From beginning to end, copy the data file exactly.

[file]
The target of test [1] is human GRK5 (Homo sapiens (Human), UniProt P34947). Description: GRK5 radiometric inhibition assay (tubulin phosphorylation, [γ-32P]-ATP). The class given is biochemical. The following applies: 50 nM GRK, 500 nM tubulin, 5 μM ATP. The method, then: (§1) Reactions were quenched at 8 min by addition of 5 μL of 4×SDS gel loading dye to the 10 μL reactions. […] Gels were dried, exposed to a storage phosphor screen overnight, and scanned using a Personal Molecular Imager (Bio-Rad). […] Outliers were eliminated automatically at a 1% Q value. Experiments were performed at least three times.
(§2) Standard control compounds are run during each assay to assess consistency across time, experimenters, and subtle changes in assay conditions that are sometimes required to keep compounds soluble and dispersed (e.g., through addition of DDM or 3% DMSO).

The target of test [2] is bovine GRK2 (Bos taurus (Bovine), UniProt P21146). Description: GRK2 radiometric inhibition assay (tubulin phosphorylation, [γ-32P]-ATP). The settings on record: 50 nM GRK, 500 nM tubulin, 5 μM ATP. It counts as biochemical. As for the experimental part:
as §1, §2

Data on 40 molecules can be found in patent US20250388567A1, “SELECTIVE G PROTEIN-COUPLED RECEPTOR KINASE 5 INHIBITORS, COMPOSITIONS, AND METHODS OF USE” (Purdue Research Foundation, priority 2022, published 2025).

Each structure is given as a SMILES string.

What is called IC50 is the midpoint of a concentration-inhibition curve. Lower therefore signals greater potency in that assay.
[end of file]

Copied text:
The target of test [1] is human GRK5 (Homo sapiens (Human), UniProt P34947). Description: GRK5 radiometric inhibition assay (tubulin phosphorylation, [γ-32P]-ATP). The class given is biochemical. The following applies: 50 nM GRK, 500 nM tubulin, 5 μM ATP. The method, then: (§1) Reactions were quenched at 8 min by addition of 5 μL of 4×SDS gel loading dye to the 10 μL reactions. […] Gels were dried, exposed to a storage phosphor screen overnight, and scanned using a Personal Molecular Imager (Bio-Rad). […] Outliers were eliminated automatically at a 1% Q value. Experiments were performed at least three times.
(§2) Standard control compounds are run during each assay to assess consistency across time, experimenters, and subtle changes in assay conditions that are sometimes required to keep compounds soluble and dispersed (e.g., through addition of DDM or 3% DMSO).

The target of test [2] is bovine GRK2 (Bos taurus (Bovine), UniProt P21146). Description: GRK2 radiometric inhibition assay (tubulin phosphorylation, [γ-32P]-ATP). The settings on record: 50 nM GRK, 500 nM tubulin, 5 μM ATP. It counts as biochemical. As for the experimental part:
as §1, §2

Data on 40 molecules can be found in patent US20250388567A1, “SELECTIVE G PROTEIN-COUPLED RECEPTOR KINASE 5 INHIBITORS, COMPOSITIONS, AND METHODS OF USE” (Purdue Research Foundation, priority 2022, published 2025).

Each structure is given as a SMILES string.

What is called IC50 is the midpoint of a concentration-inhibition curve. Lower therefore signals greater potency in that assay.